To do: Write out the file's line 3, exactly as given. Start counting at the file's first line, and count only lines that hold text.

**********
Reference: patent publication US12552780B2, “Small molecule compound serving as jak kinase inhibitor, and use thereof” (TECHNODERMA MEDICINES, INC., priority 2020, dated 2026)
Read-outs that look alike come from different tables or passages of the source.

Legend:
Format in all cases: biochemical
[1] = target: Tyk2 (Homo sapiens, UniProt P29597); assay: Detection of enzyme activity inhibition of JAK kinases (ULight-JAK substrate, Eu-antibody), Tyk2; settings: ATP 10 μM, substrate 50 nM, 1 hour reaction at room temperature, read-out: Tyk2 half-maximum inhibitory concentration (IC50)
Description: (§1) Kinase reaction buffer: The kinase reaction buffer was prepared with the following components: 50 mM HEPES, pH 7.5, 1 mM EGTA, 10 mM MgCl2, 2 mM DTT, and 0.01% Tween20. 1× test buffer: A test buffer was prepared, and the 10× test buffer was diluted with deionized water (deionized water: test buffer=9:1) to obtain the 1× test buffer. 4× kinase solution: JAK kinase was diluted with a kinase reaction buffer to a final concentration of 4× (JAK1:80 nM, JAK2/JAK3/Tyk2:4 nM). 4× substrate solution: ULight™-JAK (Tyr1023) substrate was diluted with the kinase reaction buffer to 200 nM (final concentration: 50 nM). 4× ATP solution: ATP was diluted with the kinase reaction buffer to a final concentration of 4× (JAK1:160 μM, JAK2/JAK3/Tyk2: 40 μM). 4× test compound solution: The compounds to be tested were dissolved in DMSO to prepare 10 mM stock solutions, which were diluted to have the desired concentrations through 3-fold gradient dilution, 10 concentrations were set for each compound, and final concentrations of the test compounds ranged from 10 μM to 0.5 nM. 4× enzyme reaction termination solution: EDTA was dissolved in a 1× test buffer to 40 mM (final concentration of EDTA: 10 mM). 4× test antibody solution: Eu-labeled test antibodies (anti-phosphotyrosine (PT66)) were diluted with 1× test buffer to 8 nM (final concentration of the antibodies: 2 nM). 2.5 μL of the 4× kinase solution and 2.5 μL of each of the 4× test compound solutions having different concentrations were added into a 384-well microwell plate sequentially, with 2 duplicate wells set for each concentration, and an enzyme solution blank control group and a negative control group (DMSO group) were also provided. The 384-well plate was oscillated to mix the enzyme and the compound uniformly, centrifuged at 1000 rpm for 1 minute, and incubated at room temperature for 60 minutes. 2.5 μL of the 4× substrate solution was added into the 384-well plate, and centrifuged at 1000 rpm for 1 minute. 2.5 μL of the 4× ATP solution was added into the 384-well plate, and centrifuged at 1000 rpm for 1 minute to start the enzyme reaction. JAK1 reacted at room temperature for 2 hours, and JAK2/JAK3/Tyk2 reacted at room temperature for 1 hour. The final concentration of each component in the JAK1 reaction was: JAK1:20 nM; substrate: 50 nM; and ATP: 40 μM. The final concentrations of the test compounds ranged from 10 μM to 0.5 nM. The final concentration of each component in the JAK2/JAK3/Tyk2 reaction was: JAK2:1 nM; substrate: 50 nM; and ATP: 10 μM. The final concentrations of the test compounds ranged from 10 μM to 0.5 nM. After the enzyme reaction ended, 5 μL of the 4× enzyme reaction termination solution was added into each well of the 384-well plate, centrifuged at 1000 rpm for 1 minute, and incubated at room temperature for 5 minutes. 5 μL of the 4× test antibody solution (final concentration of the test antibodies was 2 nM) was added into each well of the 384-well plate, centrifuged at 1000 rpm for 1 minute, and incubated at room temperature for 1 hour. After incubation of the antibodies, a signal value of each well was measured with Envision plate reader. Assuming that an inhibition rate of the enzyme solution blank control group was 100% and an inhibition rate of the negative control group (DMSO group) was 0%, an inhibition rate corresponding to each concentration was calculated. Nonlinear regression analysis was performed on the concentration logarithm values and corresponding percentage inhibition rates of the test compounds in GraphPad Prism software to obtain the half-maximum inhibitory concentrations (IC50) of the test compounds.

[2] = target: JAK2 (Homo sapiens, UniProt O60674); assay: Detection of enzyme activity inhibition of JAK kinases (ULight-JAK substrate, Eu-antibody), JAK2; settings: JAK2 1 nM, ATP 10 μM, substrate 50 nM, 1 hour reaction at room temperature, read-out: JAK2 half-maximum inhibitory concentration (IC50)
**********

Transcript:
Legend: